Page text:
Tuesday, April 03, 2007

empty nesting

As our family begins to poise itself for the "empty nest" syndrome, I realize how much of myself I have invested into the full nest. I've worked outside the home off and on, but only as a means to supplement what goes on inside the home. I did study to become a dental technician, and I guess you could say that is my career, but I never used my skills to truly follow a career path. I went back to school to chase a dream, my art, but at the first and even now, did not use my skills to follow a career path there, either. All of my energies were pretty much directed at making and keeping a home. That's normal, biologically comfortable for most women and still our primary "job" while children are small, and certainly extends and expands as they grow in different ways.

I've lately been exposed to attitudes that differ greatly from mine, some negative, some positive. At the prison I've met mothers inside who, while I'm sure they have some feelings for their children, in reality don't invest into their children's lives. They live for themselves. Otherwise they would not be in prison. They are by and large drug peddlers, users and abusers, or some combination of all three. Some are alcoholic. I cannot relate to them easily. My children have always been my bottom line, the reason I have struggled to stay married, to find joy in the sacrifice they require, to come back to sanity when I want to walk out the front door and never return. I haven't felt that lately because I see the fruit of that sacrifice and I know I could never be happy making choices that would hurt them, or put them in danger. My mom died when I was a teen, so my older sister and I used to joke that there was no packing a suitcase and running home to mommy if things didn't work in our lives.

Another side of womanhood and motherhood I've seen lately is the career working woman. My husband and I are looking at getting into real estate as investment properties, and needed to form an LLC. We went to our long-time accountant and found out she does this on the side. As we talked I came to realize she has a knack for spotting deals and no shyness about making them and doing the necessary things to be successful. She's not hard, she has children, but she is tough. I don't feel tough at all. But I know I have to choose how I'm going to live when my children are no longer my main focus. I will have to make choices for myself. I'll need to use my talents the best way possible.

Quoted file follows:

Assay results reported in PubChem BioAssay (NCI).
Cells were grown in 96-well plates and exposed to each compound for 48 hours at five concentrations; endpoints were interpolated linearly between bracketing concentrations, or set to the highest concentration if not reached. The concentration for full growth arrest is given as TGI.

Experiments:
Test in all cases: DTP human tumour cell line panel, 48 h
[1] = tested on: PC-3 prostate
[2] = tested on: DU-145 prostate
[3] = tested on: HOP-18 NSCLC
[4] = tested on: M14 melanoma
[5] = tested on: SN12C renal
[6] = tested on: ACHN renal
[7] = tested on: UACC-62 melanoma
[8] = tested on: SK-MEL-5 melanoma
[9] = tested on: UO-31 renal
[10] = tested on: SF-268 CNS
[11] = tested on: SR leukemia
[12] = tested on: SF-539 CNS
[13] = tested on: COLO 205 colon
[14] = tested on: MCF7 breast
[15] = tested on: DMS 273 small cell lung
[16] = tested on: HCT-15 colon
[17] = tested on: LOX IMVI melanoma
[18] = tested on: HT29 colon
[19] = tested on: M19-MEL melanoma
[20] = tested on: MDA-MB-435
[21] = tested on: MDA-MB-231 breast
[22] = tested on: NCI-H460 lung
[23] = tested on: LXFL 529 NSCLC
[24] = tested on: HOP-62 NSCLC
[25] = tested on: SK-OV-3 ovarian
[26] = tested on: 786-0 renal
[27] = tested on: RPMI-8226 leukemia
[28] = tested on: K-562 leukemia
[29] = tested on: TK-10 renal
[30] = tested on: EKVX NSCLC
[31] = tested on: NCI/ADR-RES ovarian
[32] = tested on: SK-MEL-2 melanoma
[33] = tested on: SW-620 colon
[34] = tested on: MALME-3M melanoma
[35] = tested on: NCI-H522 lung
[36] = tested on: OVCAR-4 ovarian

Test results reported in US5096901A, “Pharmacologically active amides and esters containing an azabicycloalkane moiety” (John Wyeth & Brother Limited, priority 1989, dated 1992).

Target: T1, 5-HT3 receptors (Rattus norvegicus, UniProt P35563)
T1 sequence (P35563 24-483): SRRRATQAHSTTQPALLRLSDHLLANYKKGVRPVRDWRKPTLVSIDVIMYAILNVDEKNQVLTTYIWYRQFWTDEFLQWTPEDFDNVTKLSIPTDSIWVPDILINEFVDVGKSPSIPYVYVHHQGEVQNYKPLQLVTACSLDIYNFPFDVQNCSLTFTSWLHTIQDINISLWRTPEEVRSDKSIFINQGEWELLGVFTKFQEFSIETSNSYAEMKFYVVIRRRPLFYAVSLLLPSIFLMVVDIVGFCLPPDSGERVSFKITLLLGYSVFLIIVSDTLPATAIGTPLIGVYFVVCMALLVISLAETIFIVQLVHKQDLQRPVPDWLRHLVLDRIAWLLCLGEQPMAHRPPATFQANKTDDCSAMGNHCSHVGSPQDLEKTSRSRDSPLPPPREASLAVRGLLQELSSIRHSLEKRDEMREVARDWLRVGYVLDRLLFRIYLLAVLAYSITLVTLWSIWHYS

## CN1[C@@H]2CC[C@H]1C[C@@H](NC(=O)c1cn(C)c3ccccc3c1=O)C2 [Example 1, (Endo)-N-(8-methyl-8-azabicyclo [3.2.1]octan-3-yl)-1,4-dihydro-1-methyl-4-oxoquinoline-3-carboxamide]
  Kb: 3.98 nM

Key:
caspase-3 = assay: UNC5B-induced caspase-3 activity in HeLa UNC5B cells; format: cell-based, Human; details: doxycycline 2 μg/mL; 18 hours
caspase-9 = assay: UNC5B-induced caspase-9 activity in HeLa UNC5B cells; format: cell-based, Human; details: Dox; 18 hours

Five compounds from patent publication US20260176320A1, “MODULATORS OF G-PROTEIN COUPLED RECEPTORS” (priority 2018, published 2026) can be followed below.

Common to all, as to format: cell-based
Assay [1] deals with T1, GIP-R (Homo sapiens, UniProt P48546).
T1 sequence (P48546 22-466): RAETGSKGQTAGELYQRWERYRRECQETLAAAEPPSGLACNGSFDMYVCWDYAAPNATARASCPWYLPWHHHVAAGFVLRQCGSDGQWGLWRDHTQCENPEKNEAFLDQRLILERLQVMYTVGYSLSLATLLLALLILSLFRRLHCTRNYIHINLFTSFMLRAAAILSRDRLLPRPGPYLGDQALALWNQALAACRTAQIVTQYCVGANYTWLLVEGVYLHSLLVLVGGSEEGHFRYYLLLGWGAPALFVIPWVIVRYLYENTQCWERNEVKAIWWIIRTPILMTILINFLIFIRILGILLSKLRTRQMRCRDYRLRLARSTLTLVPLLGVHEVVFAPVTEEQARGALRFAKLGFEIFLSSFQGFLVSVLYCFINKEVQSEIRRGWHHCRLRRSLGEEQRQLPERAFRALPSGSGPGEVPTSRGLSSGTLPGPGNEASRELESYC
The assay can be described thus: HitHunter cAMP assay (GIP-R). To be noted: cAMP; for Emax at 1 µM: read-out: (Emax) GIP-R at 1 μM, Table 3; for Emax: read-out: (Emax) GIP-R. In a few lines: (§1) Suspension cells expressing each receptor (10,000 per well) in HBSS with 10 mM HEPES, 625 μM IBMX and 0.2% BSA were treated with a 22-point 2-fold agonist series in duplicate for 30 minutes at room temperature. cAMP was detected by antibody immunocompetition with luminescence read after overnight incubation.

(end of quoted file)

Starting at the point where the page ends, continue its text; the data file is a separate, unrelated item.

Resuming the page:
I'm so glad for the years I spent as a mother of pre-school and grade school children. My youngest will be a high school senior next year and is already thinking about college. I want to embrace the coming years equally well, and I know that will require the discipline and self-sacrifice I learned as a busy mom, but I will be applying those qualities in a different way. It seems odd to be thinking of myself, what do I want? I still think I want to prosper my family, and now I'll be freer to do that. The freedom just feels strange. I had an inmate write to me in response to my own worries regarding remaining accountable to my art ambitions. He scolded me qently, reminding me I have all the freedom he wished he did. This man has accomplished things in prison most people dream of doing their whole lives. I have to remember, anything is possible. My greatest need is to believe that is true.


Post a Comment

<< Home